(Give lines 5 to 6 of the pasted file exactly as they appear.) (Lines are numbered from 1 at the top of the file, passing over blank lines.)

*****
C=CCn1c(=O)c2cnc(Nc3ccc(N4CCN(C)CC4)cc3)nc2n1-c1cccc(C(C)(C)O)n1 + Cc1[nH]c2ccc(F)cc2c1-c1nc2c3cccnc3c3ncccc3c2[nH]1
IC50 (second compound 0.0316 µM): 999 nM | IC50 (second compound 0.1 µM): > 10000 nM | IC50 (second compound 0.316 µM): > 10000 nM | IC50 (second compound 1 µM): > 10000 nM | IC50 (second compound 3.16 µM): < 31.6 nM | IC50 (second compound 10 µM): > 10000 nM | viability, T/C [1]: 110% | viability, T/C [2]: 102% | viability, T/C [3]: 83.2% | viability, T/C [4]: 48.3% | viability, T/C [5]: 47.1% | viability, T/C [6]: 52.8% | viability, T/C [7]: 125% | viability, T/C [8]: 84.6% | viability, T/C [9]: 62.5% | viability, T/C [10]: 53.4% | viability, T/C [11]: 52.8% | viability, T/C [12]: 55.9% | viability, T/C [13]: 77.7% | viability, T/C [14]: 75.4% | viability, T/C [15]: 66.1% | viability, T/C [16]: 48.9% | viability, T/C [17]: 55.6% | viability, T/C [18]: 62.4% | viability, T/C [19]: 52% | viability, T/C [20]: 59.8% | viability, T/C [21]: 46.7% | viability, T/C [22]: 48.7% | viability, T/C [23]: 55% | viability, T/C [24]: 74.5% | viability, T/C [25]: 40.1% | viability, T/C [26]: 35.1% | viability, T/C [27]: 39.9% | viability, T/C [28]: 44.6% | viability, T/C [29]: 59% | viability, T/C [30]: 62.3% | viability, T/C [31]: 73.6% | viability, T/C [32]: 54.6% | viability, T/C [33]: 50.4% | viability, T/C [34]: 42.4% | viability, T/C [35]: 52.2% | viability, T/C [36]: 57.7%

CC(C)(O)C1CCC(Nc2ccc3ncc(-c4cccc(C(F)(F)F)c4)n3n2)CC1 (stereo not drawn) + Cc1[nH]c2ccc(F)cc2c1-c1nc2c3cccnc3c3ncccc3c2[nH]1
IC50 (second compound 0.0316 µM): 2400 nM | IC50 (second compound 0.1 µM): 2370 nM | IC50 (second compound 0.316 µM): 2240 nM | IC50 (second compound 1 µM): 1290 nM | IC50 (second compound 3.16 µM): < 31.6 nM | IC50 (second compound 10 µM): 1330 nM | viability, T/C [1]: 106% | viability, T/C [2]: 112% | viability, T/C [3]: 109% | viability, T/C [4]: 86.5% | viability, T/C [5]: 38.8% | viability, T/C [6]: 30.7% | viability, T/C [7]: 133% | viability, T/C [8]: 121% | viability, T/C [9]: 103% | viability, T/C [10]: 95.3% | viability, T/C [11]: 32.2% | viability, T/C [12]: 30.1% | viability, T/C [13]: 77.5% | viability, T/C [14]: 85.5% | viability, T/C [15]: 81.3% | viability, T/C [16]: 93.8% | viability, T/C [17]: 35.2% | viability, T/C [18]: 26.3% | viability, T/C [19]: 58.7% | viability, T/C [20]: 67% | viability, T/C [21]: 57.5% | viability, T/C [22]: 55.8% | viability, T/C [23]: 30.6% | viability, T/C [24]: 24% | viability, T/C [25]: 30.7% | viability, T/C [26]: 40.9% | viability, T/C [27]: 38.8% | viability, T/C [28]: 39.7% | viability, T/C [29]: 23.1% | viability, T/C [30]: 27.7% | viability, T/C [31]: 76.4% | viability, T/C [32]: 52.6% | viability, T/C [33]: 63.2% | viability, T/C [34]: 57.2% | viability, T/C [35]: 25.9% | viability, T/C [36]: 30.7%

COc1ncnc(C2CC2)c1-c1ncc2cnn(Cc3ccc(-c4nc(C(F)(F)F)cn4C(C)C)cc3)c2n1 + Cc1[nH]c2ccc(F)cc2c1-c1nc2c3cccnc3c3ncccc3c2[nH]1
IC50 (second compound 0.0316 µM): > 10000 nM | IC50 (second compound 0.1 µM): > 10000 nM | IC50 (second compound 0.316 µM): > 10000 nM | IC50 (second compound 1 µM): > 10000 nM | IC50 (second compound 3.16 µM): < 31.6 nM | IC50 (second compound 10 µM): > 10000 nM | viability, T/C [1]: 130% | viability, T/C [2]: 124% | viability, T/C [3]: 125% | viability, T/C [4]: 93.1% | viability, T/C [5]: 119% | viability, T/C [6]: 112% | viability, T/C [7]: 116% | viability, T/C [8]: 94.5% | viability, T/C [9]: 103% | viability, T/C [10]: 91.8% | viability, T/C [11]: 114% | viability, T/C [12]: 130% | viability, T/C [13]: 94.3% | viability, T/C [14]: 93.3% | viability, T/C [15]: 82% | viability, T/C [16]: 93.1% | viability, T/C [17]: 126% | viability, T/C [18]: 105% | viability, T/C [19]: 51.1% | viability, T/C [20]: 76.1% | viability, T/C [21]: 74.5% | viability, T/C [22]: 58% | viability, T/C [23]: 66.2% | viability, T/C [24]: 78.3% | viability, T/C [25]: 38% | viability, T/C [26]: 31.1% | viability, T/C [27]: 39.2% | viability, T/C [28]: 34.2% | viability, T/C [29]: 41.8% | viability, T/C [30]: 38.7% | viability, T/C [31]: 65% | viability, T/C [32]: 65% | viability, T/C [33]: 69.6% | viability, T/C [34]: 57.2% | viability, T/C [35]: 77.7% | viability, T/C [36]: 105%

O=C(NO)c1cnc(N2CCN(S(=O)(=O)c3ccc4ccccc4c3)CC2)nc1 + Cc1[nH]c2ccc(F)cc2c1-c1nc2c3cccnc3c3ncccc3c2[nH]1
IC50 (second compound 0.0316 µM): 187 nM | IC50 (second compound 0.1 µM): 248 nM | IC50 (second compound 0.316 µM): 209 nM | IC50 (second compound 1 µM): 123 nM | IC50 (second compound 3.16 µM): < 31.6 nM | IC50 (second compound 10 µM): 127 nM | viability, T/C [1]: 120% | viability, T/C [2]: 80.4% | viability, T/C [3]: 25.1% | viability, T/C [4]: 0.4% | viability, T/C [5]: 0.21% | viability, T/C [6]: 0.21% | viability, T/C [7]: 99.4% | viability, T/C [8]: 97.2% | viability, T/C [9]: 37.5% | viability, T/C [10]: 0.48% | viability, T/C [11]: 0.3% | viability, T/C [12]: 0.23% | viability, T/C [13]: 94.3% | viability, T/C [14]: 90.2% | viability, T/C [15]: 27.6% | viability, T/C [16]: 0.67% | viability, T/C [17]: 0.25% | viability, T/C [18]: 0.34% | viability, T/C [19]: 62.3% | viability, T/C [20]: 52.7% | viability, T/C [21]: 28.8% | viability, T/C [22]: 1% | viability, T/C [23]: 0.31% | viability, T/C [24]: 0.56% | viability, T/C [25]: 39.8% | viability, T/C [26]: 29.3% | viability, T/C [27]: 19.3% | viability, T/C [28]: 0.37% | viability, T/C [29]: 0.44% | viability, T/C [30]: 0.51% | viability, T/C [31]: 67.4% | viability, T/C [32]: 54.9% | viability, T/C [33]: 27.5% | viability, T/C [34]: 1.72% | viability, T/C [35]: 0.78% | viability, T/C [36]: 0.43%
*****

COc1ncnc(C2CC2)c1-c1ncc2cnn(Cc3ccc(-c4nc(C(F)(F)F)cn4C(C)C)cc3)c2n1 + Cc1[nH]c2ccc(F)cc2c1-c1nc2c3cccnc3c3ncccc3c2[nH]1
IC50 (second compound 0.0316 µM): > 10000 nM | IC50 (second compound 0.1 µM): > 10000 nM | IC50 (second compound 0.316 µM): > 10000 nM | IC50 (second compound 1 µM): > 10000 nM | IC50 (second compound 3.16 µM): < 31.6 nM | IC50 (second compound 10 µM): > 10000 nM | viability, T/C [1]: 130% | viability, T/C [2]: 124% | viability, T/C [3]: 125% | viability, T/C [4]: 93.1% | viability, T/C [5]: 119% | viability, T/C [6]: 112% | viability, T/C [7]: 116% | viability, T/C [8]: 94.5% | viability, T/C [9]: 103% | viability, T/C [10]: 91.8% | viability, T/C [11]: 114% | viability, T/C [12]: 130% | viability, T/C [13]: 94.3% | viability, T/C [14]: 93.3% | viability, T/C [15]: 82% | viability, T/C [16]: 93.1% | viability, T/C [17]: 126% | viability, T/C [18]: 105% | viability, T/C [19]: 51.1% | viability, T/C [20]: 76.1% | viability, T/C [21]: 74.5% | viability, T/C [22]: 58% | viability, T/C [23]: 66.2% | viability, T/C [24]: 78.3% | viability, T/C [25]: 38% | viability, T/C [26]: 31.1% | viability, T/C [27]: 39.2% | viability, T/C [28]: 34.2% | viability, T/C [29]: 41.8% | viability, T/C [30]: 38.7% | viability, T/C [31]: 65% | viability, T/C [32]: 65% | viability, T/C [33]: 69.6% | viability, T/C [34]: 57.2% | viability, T/C [35]: 77.7% | viability, T/C [36]: 105%